Irony and Embellishment: The True Art of Storytelling

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“This is true” (O’Brien 174). The opening sentence of Tim O’Brien’s short story “How to Tell a True War Story” seems straightforward. The reader delves in, trusting the words on the pages to be relaying nothing short of a fine work of non-fiction. As they continue to read, they begin to question the truthfulness of the narrators, wondering why the author is, in fact, exposing the fabrications of his own work. Nearing the end of the piece, the audience whirring in intrigued confusion, O’Brien moves toward the grand finale; ending the second to last segment with these simple yet impactful words: “That’s a true story that never happened” (O’Brien 182). It is an incredibly effective method of writing, a style that deftly makes a point, subtly enough that it takes a second glance to catch it. The story is wrought with irony, and the style begs to be replicated. The process that O’Brien uses highlights irony to make his case; storytelling is an art, and there is a proper way to create it.

“How to Tell a True War Story” begins with the untimely and avoidable death of soldier Curt Lemon outside of the proverbial trenches of war. After he and his comrade, Rat Kiley, begin a game of tossing smoke grenades back and forth, one explodes, and Lemon is killed. O’Brien is a witness to this. After this unfortunate event, Kiley writes a letter to Lemon’s sister expressing his disdain for the situation and his respect for Lemon. She never responds and he, upset by her silence, calls her a foul name. O’Brien explains how the story must be true because of Kiley’s heartfelt anger and his “uncompromising allegiance to obscenity and evil” (O’Brien 174).

The story continues then, retelling the unfortunate fate of Curt Lemon from the mouths of diverse narrators, each portraying the attributes of death differently. One, confused as to the surrounding circumstances makes a statement that: “When a guy dies, like Lemon, you look away and then look back for a moment…The pictures get jumbled, you tend to miss a lot” (O’Brien 176). This highlights a large part of the underlying purpose of O’Brien’s story; you cannot always believe what you hear. Furthermore, storytelling is unique to the narrator and each may embellish or change details according to what they may remember, or what they want to evoke from their audience. After each storyteller is finished, O’Brien critiques them. In doing this, he is essentially critiquing himself and the story that he is telling, thus further enhancing the ironic developments in this piece.

In writing “How to Tell a True War Story” as well as the rest of the book The Things They Carried, O’Brien utilizes a highly effective writing technique. As one critique of his work written by Catherine Calloway elaborates: “What is particularly significant about the examples is that they are given in segments, a technique that actively engages the readers in the process of textual creation” (Calloway 249). By defining a “true” war story broadly, and then providing numerous examples of stories that are not true, but insisting upon their validity, O’Brien forces readers to question every word and to be aware of unreliable sources. This vigilance is encouraged by O’Brien, and is reflected in his writing: “It comes down to gut instinct. A true war story, if truly told, makes the stomach believe” (O’Brien 179). A summarizing statement to better equip readers and listeners alike.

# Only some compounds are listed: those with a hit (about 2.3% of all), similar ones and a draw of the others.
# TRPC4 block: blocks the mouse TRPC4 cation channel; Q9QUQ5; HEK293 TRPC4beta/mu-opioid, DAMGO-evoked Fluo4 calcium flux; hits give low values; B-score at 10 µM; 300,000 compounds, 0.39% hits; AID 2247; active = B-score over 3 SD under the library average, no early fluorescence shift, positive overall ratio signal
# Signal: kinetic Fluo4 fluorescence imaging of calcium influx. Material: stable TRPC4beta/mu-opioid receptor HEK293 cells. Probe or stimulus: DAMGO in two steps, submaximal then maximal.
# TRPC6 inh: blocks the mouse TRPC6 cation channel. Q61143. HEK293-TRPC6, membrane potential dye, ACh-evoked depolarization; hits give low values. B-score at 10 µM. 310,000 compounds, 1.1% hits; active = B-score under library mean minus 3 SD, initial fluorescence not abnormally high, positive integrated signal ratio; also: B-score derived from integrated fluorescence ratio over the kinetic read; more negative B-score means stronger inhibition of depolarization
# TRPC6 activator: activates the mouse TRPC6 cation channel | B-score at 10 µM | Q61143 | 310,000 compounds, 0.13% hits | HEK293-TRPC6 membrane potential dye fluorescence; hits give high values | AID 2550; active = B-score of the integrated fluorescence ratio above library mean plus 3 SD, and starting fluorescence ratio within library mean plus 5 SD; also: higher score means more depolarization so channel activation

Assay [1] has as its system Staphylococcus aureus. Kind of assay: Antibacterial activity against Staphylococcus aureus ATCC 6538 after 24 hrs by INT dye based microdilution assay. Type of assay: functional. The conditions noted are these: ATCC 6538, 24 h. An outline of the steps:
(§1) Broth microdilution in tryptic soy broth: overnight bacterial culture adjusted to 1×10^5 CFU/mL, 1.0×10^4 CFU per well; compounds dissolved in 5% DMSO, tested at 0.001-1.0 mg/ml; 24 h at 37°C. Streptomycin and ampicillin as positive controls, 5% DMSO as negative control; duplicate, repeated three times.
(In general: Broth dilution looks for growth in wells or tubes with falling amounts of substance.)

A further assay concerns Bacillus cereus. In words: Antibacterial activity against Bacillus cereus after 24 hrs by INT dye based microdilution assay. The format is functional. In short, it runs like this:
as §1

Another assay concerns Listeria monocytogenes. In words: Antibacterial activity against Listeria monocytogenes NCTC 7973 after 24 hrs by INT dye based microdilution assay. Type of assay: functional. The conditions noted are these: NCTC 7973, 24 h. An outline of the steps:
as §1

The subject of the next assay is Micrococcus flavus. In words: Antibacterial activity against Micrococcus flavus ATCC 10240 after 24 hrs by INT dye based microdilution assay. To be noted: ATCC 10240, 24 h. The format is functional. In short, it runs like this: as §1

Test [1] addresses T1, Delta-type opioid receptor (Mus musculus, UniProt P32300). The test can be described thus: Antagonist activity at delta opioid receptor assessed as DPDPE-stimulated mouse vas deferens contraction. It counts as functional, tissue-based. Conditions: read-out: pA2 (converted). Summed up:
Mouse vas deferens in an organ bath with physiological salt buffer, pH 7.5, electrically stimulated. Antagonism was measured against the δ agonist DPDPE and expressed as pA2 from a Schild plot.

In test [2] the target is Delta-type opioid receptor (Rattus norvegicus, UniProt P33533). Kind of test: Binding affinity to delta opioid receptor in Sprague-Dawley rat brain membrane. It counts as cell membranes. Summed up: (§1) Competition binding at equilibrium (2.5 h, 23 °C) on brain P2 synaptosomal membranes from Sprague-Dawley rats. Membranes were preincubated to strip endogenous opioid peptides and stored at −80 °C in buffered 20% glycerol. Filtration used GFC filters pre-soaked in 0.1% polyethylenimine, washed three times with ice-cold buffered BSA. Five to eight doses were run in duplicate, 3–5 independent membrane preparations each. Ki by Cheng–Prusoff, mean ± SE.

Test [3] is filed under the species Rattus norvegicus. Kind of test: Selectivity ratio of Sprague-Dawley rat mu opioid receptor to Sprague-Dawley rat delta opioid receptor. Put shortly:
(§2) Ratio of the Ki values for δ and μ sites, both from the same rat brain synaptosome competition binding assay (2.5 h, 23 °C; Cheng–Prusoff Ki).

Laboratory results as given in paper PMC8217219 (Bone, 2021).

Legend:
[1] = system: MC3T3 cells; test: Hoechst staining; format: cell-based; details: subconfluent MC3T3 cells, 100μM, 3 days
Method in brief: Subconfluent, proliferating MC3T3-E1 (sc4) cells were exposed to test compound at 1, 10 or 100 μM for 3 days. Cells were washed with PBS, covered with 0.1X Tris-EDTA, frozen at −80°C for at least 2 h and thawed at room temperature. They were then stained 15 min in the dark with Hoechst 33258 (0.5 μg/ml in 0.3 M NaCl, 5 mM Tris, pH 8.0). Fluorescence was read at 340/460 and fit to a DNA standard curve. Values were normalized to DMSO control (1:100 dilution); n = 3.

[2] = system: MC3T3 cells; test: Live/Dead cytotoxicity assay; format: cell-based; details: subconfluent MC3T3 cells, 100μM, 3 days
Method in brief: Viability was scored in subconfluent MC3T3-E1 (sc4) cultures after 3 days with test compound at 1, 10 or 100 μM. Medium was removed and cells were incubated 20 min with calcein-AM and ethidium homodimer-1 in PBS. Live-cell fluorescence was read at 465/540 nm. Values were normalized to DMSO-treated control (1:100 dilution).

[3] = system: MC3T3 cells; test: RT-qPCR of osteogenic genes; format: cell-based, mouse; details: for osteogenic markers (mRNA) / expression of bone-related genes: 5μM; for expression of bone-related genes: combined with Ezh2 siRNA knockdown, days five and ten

In providing the previous invaluable lesson to his readers, O’Brien scrutinizes the process of writing and storytelling as well. As Calloway eloquently stated in her article: “…O’Brien writes a multidimensional war story even as he examines the process of writing one. His tales become stories within stories” (249). This is a prime example of O’Brien’s poignant and deliberate style of writing. He makes the reader question his truthfulness and that of his narrators, he teaches his audience, and he contradicts and criticizes his own craft. O’Brien leaves little to the imagination but much to be questioned. Yet when all is said and done, the audience is satiated and inspired.

So, what is a “true” war story? Although ambiguous, O’Brien does touch on the necessary criteria for truthfulness: “A true war story is never moral…it does not instruct, nor encourage virtue” (O’Brien 174). There also “often…is not even a point” (181), and “all you can do is tell it one more time” (182). Using irony to illuminate the purpose of his paper, in addition to a technique that contradicts and complements at once, O’Brien’s literary genius shines. Irony is a powerful tool for writers, and it is seldom used throughout an entire story. O’Brien not only weaves it through each page but uses it to illuminate and to inform. His method of using his own critiques in between narratives is innovative and interesting. It keeps the reader guessing and brings forth something that is very human and familiar to all of us. “How to Tell a True War Story” is reminiscent of the childhood game when one person would whisper into someone’s ear and the message would be passed from player to player, until finally, the meaning and words have been changed and distorted, because of individual interpretation. O’Brien warns of this in storytelling but also applauds it: “You can tell a true war story if you just keep on telling it” (182).

Works Cited

Calloway, Catherine. "'How to Tell a True War Story': Metafiction in 'The Things They Carried'." CRITIQUE: Studies in Contemporary Fiction 36 (1995): 249. Print.

O’Brien, Tim. "How to Tell a True War Story". In Geyh, Paula et. al. Postmodern American fiction: a Norton anthology. New York: W.W. Norton, 1998. 174-183. Print.